National Geographic : 1946 Jul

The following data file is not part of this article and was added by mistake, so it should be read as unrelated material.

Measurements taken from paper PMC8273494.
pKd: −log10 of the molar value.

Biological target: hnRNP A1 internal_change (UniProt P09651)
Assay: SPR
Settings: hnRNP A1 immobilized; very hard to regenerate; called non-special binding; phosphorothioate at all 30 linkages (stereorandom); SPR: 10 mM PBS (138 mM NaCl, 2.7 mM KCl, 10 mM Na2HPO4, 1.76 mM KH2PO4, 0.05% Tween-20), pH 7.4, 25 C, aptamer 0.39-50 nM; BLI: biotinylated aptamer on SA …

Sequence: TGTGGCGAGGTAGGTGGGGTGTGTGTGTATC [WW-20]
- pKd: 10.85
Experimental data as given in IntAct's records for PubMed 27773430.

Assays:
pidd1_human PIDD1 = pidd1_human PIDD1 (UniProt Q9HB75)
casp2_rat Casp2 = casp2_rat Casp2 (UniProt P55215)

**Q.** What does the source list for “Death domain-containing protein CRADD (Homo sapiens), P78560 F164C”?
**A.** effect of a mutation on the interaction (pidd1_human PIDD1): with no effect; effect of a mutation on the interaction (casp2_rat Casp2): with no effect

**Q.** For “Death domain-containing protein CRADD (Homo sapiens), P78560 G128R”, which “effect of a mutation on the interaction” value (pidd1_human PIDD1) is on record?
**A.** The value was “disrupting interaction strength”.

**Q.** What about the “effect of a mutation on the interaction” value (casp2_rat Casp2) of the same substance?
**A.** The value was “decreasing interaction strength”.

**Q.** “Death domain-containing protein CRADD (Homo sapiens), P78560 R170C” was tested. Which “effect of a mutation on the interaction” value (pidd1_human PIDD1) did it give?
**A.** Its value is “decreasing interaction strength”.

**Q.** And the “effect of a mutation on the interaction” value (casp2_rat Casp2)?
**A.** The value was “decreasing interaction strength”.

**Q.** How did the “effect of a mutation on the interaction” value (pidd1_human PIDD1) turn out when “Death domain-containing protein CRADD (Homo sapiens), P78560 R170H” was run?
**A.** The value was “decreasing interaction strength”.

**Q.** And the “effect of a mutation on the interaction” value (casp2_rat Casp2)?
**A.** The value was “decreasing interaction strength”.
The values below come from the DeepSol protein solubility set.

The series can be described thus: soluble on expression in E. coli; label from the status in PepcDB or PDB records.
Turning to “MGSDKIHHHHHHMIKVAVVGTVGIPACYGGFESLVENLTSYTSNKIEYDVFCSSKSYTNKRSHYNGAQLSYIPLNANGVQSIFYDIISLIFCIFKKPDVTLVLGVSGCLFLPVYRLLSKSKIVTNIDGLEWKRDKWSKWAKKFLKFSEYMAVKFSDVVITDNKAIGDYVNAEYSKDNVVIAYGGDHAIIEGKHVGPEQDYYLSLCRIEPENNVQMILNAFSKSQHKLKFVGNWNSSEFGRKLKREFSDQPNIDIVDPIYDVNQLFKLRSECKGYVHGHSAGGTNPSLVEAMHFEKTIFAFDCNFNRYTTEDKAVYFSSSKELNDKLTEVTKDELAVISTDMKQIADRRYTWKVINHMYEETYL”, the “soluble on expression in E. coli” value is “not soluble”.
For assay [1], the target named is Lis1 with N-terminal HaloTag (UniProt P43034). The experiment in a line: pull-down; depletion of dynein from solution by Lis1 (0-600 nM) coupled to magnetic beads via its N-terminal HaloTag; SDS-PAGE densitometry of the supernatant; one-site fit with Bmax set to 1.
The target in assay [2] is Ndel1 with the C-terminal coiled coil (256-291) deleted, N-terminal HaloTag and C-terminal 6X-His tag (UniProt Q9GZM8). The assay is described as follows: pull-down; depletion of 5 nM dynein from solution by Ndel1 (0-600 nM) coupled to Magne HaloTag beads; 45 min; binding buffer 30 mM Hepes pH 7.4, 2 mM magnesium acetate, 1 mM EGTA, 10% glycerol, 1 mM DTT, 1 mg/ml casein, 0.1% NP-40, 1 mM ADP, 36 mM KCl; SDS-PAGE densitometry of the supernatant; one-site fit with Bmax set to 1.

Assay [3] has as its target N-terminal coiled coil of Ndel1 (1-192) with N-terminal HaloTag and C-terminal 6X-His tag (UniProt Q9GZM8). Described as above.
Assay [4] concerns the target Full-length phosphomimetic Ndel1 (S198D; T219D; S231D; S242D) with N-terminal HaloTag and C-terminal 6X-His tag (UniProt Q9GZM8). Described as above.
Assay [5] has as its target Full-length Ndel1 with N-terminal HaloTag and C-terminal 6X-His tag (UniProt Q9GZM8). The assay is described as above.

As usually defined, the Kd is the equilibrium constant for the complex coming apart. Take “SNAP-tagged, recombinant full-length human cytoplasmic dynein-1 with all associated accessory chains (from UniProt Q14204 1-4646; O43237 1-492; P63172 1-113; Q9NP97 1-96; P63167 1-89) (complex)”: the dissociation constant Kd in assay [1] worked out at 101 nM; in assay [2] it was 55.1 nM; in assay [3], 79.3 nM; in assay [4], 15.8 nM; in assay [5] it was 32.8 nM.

The National Geographic Magazine by Colorado; green by Missouri; white by Utah; gold by New Jersey. Several States use two colors. Arizona uses old gold and blue; Arkansas blue and red; Mary land yellow (gold) and black; Nevada silver and blue; Oregon blue and cardinal; New Mexico gold and red; Oklahoma green and white; West Virginia blue and gold. Tennessee formerly used green but now uses red, white, and blue. Indiana in the past also has used the three national colors. Designs from seals (or arms when they are similar) are used on State flags by Connecticut, Delaware, Florida, Georgia, Idaho, Illinois, Iowa (eagle and streamer only), Kansas, Kentucky, Louisiana, Maine, Maryland (shield from re verse), Massachusetts (on obverse of flag), Mich igan, Minnesota, Missouri, Montana, Nebraska, New Hampshire, New Jersey, New York, Oregon, Pennsylvania (arms), Rhode Island, South Dakota (on reverse of flag), Utah, Virginia, Washington, West Virginia, Wisconsin, and Wyoming. Of these, 19 use a blue field with the seal design in the center. Flags for the governors of California, Dela ware, Massachusetts, Michigan, Pennsylvania, and Rhode Island also use designs found on seals. State Guard shoulder sleeve insignia for Georgia, Kentucky, Maryland, Michigan, Penn sylvania, South Carolina, Virginia, and West Vir ginia are also based on the seal design.* ALABAMA, page 17. The great seal of Alabama is a new-old design. William Wyatt Bibb originated it in 1817 when he was the first governor of the Territory of Alabama. The seal was continued until 1868 when, accord ing to a State publication, "the Reconstruc tion Legislature, made up in large part of men from other States who had come to Alabama as 'Carpetbaggers' to take over the affairs of the State, after the War Between the States . . abolished . . . the beautiful old seal which was definitely an Alabama emblem. . . . They desired to brand the people of Alabama, who had so lately been in arms against the Union, with a United States emblem." This seal showed an American eagle resting on a shield of the United States; in its beak the eagle carried a scroll with the motto "Here We Rest." The first State seal was restored in 1939, largely through efforts of the Alabama Division, United Daughters of the Confederacy. The seal, 2 4 inches in diameter, shows a map of the territory with the rivers clearly outlined, because, in the days of few good roads, heavy shipping was done by river boats. Selec tion of this natural feature is today considered prophetic. Although trains, trucks, and airplanes have robbed the rivers of many passengers and much freight, they play an even greater role as the source of hydroelectric power. ARIZONA, page 17. The constitutional convention of 1910 adopted a design for the seal of Arizona drawn by E. E. Motter, a newspaper artist then living in Phoenix. The seal, 24 inches in diameter, symbolizes the geographic resources of the State. A range of mountains, with the sun rising behind the peaks, is in the background. At the right of the mountains appear a storage reservoir and dam. Cattle graze in front of irrigated fields and orchards. On the left a miner with a pick and shovel stands before a quartz mill. The motto is Ditat Deus, "God enriches." The date 1912 is that of the State's admission to the Union. The design, 15 feet in diameter, is laid in colored tile on the floor of the capitol under the rotunda. In 1944 the Motor Vehicle Division of Arizona used a windshield sticker showing the seal in colors as evidence of automobile registra tion for cars which carried 1942 license plates. ARKANSAS, page 17. The seal of Arkansas as adopted in 1864 was based on the original seal designed by Samuel Calhoun Roane and adopted by the territory in 1820. The motto was modi fied in 1907. The seal shows: "An eagle at the bottom holding a scroll in its beak inscribed Regnat Populous,'The people rule,' a bundle of arrows in one claw and an olive branch in the other; a shield covering the breast of the eagle engraved with a steamboat at top, a plow and beehive in the middle, and a sheaf of wheat at the bottom; the Goddess of Liberty at the top, holding a wreath in her right hand, a pole in the left hand, surmounted by a liberty cap, and sur rounded by a circle of stars, outside of which is a circle of rays; the figure of an angel on the left, inscribed 'Mercy,' and a sword on the right, inscribed 'Justice.' " Seal is 2/8 inches in diameter. Seals of other State and county officials and courts show the same device, but the words in the annulet indi cate the office to which they belong, as "Seal of the Secretary of State, Arkansas," etc. CALIFORNIA, page 17. The design of the California seal, adopted by the constitutional convention in 1849, was drawn by Maj. Robert S. Garnett, U. S. A., who asked Caleb Lyon, assistant secretary of the convention, to present the design as his own. Mr. Lyon did; but he did not claim to be the sole author. Thirty-one stars at the top represent the num ber of States upon the admission of California. The goddess Minerva, who sprang full-grown from the brain of Jupiter, typifies the political birth of the State of California, which never went through the stage of being a territory. The grizzly bear, feeding upon the clusters from a grapevine, was a famous denizen of the State at the time of creation of the seal. The sheaf of wheat and bunch of grapes represent agricultural and horticultural interests. A miner, with rocker and bowl at his side, illus trates the golden wealth of the Sacramento. The ship stands for commercial greatness; the snow * See "Insignia and Decorations of the U. S. Armed Forces," published in 1945 by the National Geo graphic Society.